48. Lacunas, R., C. Dominguez, A. Busturia, and M. J. Saez. 1982. Mechanisms of appearance of the Pasteur effect in Saccharomyces cerevisiae Inactivation of the sugar transport system. J. Bacteriol. 152: 19–25.Google Scholar
  49. Larue, F., N. Rozes, I. Froudiére, C. Cou rv, and G. P. Perreira. 1991. “Incidence du développement de Dekkera/Brettanomyces dans les moûts et les vins.” J. Int. Sci. Vign Vin 25: 149–165.Google Scholar
  50. Lefebvre, A., J.-M. Riboulet, J.-N. Boidron, and P. Ribéreau-Gayon. 1983. “Incidence des microorganismes du liège sur les altérations olfactives du vin.” Sci. Ali. 3: 265–278.Google Scholar
  51. Llaubères, R.-M. 1988. Les polysaccharides sécrétés dans les vins par Saccharomyces cerevisiae et Pediococcus sp. PhD thesis, Talence, France.: University of Bordeaux I I.Google Scholar
  52. Llaubères, R.-M., D. Dubourdieu, and J. C. Villettaz. 1987. “Exocellular poly-saccharides from Saccharomyces in wine.” J. Sci. Food. Agric. 41: 27.CrossRefGoogle Scholar
  53. Lonvaud-Funel, A. 1986. Recherches sur les bactéries lactiques du vin. Fonctions métaboliques, croissance, génétique plasmidique. PhD thesis, Talence, France: University of Bordeaux I I.Google Scholar
  54. Lonvaud-Funel, A., A. Joyeux, and C. Roulland. 1990. “Etude d’altérations des vin par les bactéries lactiques.” In, Actualities OEnologiques 89, P. Ribéreau-Gayon and A. Lonvaud, Eds., pp. 378–382. Paris: Dunod.Google Scholar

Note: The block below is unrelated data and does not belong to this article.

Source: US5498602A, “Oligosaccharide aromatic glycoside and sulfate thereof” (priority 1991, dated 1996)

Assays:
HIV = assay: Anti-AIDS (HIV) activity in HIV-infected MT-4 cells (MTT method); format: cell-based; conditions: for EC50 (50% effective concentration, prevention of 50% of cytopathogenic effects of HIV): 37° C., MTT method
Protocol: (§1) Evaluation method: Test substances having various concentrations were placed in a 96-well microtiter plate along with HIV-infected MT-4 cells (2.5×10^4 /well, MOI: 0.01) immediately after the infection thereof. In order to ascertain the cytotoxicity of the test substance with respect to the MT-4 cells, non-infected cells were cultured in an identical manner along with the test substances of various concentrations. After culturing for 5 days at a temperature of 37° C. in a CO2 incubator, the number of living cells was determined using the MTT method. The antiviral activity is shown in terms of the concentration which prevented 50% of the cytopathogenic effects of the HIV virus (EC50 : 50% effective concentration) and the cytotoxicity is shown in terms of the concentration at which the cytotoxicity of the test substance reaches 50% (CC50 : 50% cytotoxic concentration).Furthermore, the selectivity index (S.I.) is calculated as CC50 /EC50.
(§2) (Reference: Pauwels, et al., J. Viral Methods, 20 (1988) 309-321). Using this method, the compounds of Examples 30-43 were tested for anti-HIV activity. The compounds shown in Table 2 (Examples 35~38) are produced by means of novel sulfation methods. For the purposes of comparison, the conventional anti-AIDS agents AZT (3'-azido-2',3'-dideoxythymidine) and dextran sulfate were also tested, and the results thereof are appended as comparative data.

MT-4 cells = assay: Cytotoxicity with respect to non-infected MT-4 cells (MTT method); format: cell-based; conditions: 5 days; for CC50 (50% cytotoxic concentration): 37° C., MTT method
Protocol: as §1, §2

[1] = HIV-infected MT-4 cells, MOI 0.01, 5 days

55. Luthi, H. R. 1957. “Symbiotic problems relating to bacterial deterioration of wines.” Am. J. Enol. Vitic. 8: 176–181.Google Scholar
  56. Malletroit, V., J.-X. Guinard, R. E. Kunkee, and M. J. Lewis. 1991. “Effect of pasteurization on microbiological and sensory quality of white grape juice and wine.” J. Food Process. Presero. 15: 19–29.CrossRefGoogle Scholar
  57. Meynell, G. G., and E. Meynell. 1965. Theory and Practice in Experimental Bacteriology. Cambridge, U.K.: Cambridge University Press.Google Scholar
  58. Ough, C. S., and M. A. Amerine. 1988. Methods for Analysis of Musts and Wines. New York: John Wiley and Sons.Google Scholar
  59. Ouch, C. S., and J. L. Ingraham. 1960. “Use of sorbic acid and sulfur dioxide in sweet table wines.” Am J. Enol. Vitic. 11: 117–122.Google Scholar
  60. Ouch, C. S., R. E. Kunkee, M. R. Vu.As, E. Bordeu, and M.-C. Huang. 1988. “The interaction of sulfur dioxide, pH, and dimethyl decarbonate on the growth of Saccharomyces cerevisiae Montrachet and Leuconostoc oenos MCW.” Am. J. Enol. Vitic. 38: 279–282.Google Scholar
  61. Pasteur, L. 1866. Etudes sur le Vin. Paris: Victor Masson et Fils.Google Scholar
  62. Peynaud, E., and S. Domercq. 1955. “Sur les epèces de levures fermentant sélectivement le fructose.” Ann. Inst. Past. 89: 346–351.Google Scholar
  63. Radler, F., and S. Hartel. 1984. Lactobacillus trichodes, ein Alkoholabhändiges Milchsäurebakterium. Wein-Wissen. 39: 106–112.Google Scholar